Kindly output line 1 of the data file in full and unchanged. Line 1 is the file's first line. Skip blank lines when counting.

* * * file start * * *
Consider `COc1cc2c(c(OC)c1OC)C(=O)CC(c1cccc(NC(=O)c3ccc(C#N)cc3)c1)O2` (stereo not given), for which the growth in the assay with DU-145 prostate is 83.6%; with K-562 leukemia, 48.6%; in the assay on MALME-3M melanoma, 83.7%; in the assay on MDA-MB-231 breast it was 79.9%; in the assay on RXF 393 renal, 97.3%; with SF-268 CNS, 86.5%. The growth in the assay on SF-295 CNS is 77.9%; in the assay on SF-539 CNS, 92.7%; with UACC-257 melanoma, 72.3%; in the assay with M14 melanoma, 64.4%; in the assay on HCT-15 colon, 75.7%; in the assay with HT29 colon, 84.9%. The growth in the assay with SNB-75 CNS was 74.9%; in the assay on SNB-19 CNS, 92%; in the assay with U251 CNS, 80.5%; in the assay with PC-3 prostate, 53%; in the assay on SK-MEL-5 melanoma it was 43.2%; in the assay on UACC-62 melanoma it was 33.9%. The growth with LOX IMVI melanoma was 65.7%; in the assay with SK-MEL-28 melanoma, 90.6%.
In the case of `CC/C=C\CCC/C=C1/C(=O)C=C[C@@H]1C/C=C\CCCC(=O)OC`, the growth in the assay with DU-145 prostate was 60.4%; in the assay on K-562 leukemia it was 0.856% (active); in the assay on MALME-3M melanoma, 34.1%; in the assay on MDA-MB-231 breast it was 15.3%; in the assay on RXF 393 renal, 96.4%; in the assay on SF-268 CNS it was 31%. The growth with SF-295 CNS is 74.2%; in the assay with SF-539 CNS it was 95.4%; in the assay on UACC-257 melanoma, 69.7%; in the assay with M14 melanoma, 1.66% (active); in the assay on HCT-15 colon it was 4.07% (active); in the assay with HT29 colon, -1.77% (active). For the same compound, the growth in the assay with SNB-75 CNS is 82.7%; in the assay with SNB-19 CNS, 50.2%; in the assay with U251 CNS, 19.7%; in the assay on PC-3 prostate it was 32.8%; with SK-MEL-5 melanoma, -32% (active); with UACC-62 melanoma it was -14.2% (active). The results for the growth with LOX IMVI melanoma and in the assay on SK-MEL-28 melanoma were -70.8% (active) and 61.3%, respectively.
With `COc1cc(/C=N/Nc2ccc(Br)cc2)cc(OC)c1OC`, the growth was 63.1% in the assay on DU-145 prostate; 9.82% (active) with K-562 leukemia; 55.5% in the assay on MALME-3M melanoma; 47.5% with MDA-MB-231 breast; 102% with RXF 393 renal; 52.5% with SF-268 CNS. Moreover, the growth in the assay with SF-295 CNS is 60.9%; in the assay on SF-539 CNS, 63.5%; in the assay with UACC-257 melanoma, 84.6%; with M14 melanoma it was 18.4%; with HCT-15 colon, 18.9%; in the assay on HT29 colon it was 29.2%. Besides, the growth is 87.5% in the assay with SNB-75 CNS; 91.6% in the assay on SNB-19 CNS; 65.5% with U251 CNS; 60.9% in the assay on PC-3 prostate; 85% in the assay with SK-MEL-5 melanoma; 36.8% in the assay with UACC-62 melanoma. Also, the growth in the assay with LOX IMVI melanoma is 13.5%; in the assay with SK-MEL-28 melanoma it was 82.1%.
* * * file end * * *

Consider `COc1cc2c(c(OC)c1OC)C(=O)CC(c1cccc(NC(=O)c3ccc(C#N)cc3)c1)O2` (stereo not given), for which the growth in the assay with DU-145 prostate is 83.6%; with K-562 leukemia, 48.6%; in the assay on MALME-3M melanoma, 83.7%; in the assay on MDA-MB-231 breast it was 79.9%; in the assay on RXF 393 renal, 97.3%; with SF-268 CNS, 86.5%. The growth in the assay on SF-295 CNS is 77.9%; in the assay on SF-539 CNS, 92.7%; with UACC-257 melanoma, 72.3%; in the assay with M14 melanoma, 64.4%; in the assay on HCT-15 colon, 75.7%; in the assay with HT29 colon, 84.9%. The growth in the assay with SNB-75 CNS was 74.9%; in the assay on SNB-19 CNS, 92%; in the assay with U251 CNS, 80.5%; in the assay with PC-3 prostate, 53%; in the assay on SK-MEL-5 melanoma it was 43.2%; in the assay on UACC-62 melanoma it was 33.9%. The growth with LOX IMVI melanoma was 65.7%; in the assay with SK-MEL-28 melanoma, 90.6%.